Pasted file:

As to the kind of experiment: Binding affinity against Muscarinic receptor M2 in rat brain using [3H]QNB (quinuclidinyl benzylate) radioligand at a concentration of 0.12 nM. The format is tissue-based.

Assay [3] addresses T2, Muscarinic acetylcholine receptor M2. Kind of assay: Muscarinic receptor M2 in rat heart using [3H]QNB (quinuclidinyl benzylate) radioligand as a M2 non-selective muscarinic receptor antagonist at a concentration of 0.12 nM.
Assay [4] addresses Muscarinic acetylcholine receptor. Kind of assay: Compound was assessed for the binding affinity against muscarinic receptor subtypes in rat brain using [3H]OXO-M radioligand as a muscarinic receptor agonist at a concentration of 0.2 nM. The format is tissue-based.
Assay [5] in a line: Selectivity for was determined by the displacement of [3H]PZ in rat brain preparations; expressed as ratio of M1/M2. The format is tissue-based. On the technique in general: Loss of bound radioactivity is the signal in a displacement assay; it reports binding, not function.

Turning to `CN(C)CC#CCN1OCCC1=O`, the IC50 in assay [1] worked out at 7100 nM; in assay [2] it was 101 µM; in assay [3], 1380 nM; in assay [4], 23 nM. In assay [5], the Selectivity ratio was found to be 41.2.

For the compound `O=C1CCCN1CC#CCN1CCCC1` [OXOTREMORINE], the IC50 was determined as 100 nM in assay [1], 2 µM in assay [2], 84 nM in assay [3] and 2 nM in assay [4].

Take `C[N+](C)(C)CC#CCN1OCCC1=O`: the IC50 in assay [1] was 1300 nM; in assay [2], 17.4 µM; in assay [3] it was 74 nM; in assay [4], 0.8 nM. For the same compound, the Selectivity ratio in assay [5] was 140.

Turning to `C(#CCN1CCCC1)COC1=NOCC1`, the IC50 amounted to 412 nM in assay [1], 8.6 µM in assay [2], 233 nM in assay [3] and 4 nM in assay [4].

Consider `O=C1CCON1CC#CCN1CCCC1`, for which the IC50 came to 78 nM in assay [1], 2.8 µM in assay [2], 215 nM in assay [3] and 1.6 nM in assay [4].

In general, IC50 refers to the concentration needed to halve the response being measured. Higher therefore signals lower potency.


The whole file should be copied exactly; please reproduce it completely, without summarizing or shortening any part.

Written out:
As to the kind of experiment: Binding affinity against Muscarinic receptor M2 in rat brain using [3H]QNB (quinuclidinyl benzylate) radioligand at a concentration of 0.12 nM. The format is tissue-based.

Assay [3] addresses T2, Muscarinic acetylcholine receptor M2. Kind of assay: Muscarinic receptor M2 in rat heart using [3H]QNB (quinuclidinyl benzylate) radioligand as a M2 non-selective muscarinic receptor antagonist at a concentration of 0.12 nM.
Assay [4] addresses Muscarinic acetylcholine receptor. Kind of assay: Compound was assessed for the binding affinity against muscarinic receptor subtypes in rat brain using [3H]OXO-M radioligand as a muscarinic receptor agonist at a concentration of 0.2 nM. The format is tissue-based.
Assay [5] in a line: Selectivity for was determined by the displacement of [3H]PZ in rat brain preparations; expressed as ratio of M1/M2. The format is tissue-based. On the technique in general: Loss of bound radioactivity is the signal in a displacement assay; it reports binding, not function.

Turning to `CN(C)CC#CCN1OCCC1=O`, the IC50 in assay [1] worked out at 7100 nM; in assay [2] it was 101 µM; in assay [3], 1380 nM; in assay [4], 23 nM. In assay [5], the Selectivity ratio was found to be 41.2.

For the compound `O=C1CCCN1CC#CCN1CCCC1` [OXOTREMORINE], the IC50 was determined as 100 nM in assay [1], 2 µM in assay [2], 84 nM in assay [3] and 2 nM in assay [4].

Take `C[N+](C)(C)CC#CCN1OCCC1=O`: the IC50 in assay [1] was 1300 nM; in assay [2], 17.4 µM; in assay [3] it was 74 nM; in assay [4], 0.8 nM. For the same compound, the Selectivity ratio in assay [5] was 140.

Turning to `C(#CCN1CCCC1)COC1=NOCC1`, the IC50 amounted to 412 nM in assay [1], 8.6 µM in assay [2], 233 nM in assay [3] and 4 nM in assay [4].

Consider `O=C1CCON1CC#CCN1CCCC1`, for which the IC50 came to 78 nM in assay [1], 2.8 µM in assay [2], 215 nM in assay [3] and 1.6 nM in assay [4].

In general, IC50 refers to the concentration needed to halve the response being measured. Higher therefore signals lower potency.